I’ve been blessed with the new community garden plot. Last season, we moved from the very front to the very back. It’s doing really well so far this year. In fact, it’s a bit of a jungle!
I can’t help but feel a bit of pride, but I’m sure it’s luck (and some learning). First, I’m not one of those folks who plants in rigid schemes. I’m more of a “tuck in” kind gardener. What does this mean? For example, I have established perennial items, such as rhubarb and a variety of flowers (Montauk daisies, sun drops irises, daylilies, herbs, and others) that are anchors in corners and sides of the plot. On on side are two raised beds, floating within the larger plot. So some things get planted in rows, while many others, including annual flowers, get tucked into empty spots.
This year, things are packed pretty closely, which actually also helps with weed control. Tomatoes are elbow-to-elbow with Borage and cucumbers, which are next to the pole beans. And the mixed packet of sunflowers I planted are massive!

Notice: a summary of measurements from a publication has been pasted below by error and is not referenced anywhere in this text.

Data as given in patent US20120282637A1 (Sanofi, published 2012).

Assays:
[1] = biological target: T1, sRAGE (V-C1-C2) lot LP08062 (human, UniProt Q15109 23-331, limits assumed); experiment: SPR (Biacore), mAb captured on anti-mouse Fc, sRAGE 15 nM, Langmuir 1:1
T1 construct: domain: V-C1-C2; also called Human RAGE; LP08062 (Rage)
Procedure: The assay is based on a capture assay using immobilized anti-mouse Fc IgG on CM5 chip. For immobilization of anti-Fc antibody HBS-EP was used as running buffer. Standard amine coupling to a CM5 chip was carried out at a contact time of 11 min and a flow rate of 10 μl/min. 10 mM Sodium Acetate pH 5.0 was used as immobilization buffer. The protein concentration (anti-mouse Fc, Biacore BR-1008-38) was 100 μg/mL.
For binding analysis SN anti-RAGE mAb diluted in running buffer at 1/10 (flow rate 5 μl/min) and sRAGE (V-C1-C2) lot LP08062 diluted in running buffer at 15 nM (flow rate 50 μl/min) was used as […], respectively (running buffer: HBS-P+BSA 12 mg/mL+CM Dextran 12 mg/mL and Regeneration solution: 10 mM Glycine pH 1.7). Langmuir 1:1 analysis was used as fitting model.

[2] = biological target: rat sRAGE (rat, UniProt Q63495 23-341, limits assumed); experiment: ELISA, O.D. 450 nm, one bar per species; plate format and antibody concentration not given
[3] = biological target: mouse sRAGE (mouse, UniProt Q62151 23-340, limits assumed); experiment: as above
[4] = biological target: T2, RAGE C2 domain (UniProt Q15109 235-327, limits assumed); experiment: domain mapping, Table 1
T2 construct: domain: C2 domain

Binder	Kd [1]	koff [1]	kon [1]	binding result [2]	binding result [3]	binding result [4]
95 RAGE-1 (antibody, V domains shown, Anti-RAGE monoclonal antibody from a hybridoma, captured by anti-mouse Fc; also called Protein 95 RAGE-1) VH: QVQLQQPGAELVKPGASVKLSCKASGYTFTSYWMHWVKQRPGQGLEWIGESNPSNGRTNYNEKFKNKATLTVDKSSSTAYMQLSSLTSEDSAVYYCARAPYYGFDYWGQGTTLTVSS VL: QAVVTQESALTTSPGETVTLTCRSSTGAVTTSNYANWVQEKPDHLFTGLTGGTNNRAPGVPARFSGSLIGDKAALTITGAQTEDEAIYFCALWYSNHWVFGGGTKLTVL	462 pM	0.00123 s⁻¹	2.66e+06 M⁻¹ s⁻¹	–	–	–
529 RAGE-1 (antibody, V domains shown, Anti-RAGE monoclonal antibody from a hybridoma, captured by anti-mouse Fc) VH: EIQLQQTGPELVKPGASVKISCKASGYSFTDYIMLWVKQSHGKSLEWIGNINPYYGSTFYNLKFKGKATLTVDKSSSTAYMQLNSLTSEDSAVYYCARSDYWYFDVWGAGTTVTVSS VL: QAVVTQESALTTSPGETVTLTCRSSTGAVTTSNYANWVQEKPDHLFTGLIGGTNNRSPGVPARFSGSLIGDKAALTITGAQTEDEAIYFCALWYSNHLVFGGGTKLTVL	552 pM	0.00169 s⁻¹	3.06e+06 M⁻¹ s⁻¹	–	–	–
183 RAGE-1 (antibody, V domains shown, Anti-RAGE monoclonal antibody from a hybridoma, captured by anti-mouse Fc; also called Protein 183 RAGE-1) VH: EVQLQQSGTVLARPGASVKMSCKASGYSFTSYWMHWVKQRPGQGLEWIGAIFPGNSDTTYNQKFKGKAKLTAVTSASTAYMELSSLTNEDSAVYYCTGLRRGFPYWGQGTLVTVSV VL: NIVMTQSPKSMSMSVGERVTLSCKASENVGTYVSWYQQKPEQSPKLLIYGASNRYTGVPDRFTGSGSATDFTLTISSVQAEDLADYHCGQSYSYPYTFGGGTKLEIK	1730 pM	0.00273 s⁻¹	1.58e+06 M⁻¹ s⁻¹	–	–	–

Remember my lamentation about the straw as a weed suppressant? So far, it has worked out just fine. Yay!
There is nothing that beats the fragrance of fresh carrots right out of the warm ground. Picked the last of them today (at least until the Fall). What an amazing treat. The basil was a close second.
Here’s what we harvested this week:
- Beets – a couple were still left. This year, I planted a mix of golden, red and chioggia. It was the best year for beets I’ve had so far
- Carrots (multiple colors — so pretty to roast)
- Lacinto Kale – I like the flat leaves
- Swiss chard — rainbow, which means some have pink stems, some white, some red, and some yellow
- Green beans
- Herbs: Sorrel, thyme, basil, dill
- The first tomato of the season. Black Krim — sweet and delicious
Left the peppers on the plant to mature a bit more this week.
A bit of the harvest was donated to the food bank. There’s a collection area right in the garden!
At 90 degrees, it was hotter than I usually care for, but the time flew — it’s so pleasant being in the garden.
What a blessing.